Posts by Marc Lee

Marc Lee

About Marc Lee

Marc Lee is a Senior Economist at the CCPA’s BC Office. In addition to tracking federal and provincial budgets and economic trends, Marc has published on a range of topics from poverty and inequality to globalization and international trade to public services and regulation. Marc is Co-Director of the Climate Justice Project, a research partnership with UBC's School of Community and Regional Planning that examines the links between climate change policies and social justice. Follow Marc on Twitter

From housing market to human right: A view from Metro Vancouver

May 29, 2018
I made the following submission to the Government of Canada’s consultation on National Housing Strategy’s human rights-based approach to housing, through which they are requesting “opinions and ideas about the key elements of a human rights-based approach to housing, the proposed approach to the new legislation, and new concepts to be explored.” This submission outlines key reasons… View Article

A carbon budget framework for BC: Achieving accountability and oversight

May 22, 2018
When it comes to climate change Canada’s leaders have been great at setting targets for far into the future and then failing to meet them. Nationally, this pattern goes back to prime minister Brian Mulroney and has continued through prime ministers Jean Chrétien, Stephen Harper and now Prime Minister Trudeau. The Paris Agreement on climate… View Article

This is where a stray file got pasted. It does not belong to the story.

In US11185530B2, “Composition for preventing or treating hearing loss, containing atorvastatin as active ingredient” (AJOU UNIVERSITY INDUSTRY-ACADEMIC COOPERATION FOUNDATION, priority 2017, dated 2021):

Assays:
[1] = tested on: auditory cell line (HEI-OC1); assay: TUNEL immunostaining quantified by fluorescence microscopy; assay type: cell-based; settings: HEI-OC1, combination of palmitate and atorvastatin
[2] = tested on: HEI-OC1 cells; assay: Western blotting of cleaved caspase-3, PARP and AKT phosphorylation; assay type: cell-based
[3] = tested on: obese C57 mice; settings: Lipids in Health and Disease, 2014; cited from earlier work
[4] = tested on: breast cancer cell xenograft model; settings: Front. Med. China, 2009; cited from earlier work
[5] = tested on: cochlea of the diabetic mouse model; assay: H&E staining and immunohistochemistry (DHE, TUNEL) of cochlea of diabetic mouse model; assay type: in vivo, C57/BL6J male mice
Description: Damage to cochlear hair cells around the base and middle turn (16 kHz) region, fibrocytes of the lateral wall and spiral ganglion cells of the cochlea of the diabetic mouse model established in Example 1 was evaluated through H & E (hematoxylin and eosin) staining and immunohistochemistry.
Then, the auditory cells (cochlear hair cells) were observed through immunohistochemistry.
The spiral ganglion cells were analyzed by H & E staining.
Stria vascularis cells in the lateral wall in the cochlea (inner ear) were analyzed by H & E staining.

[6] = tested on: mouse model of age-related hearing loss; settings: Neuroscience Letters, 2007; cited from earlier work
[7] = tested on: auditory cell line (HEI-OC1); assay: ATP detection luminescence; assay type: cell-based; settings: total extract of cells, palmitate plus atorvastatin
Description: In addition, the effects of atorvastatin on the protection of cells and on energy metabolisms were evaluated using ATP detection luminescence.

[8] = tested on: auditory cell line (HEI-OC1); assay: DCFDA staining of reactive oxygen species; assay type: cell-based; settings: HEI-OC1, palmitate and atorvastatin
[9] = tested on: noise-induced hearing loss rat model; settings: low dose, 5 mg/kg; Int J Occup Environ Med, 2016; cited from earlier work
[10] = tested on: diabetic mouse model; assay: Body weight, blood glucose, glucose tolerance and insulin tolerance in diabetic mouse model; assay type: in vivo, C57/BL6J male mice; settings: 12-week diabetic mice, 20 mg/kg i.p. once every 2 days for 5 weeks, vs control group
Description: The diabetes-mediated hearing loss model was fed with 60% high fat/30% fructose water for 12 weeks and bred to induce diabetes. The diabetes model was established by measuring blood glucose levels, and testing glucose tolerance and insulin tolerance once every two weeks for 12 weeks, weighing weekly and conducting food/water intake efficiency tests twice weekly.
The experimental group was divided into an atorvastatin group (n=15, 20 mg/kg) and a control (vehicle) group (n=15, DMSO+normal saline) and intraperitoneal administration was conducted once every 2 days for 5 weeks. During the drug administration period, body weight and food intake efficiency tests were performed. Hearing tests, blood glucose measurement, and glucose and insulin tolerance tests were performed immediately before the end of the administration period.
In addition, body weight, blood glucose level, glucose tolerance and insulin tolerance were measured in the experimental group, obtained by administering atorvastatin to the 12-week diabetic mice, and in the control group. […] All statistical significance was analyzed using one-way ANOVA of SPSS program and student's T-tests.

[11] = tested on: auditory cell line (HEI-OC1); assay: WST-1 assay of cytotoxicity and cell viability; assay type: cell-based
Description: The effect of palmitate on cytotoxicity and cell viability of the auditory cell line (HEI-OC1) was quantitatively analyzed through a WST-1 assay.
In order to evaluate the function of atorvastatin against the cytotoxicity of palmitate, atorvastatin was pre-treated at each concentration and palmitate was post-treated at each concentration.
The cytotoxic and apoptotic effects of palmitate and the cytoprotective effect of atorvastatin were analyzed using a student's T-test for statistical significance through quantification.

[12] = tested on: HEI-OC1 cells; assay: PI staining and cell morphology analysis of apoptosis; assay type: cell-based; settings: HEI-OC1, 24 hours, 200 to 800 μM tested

Mobility pricing in practice: A look at London, Stockholm and Singapore

Apr 30, 2018
An independent commission on mobility pricing (also called “road pricing” or “congestion charging”) will report to TransLink and the Mayors’ Council shortly. In a recent CCPA paper, I looked at the types of mobility pricing that could be considered for Metro Vancouver and the challenge of ensuring a new system is fair. Declining technology costs,… View Article

In defence of BC’s new “speculation” tax

Mar 22, 2018
Among the housing measures announced in BC Budget 2018, the new speculation tax has caused the most uproar. Some of this stems from a lack of clarity on how the tax will be applied. Details are being worked out by the Ministry of Finance and in their absence there’s been some confusion and alarm. The… View Article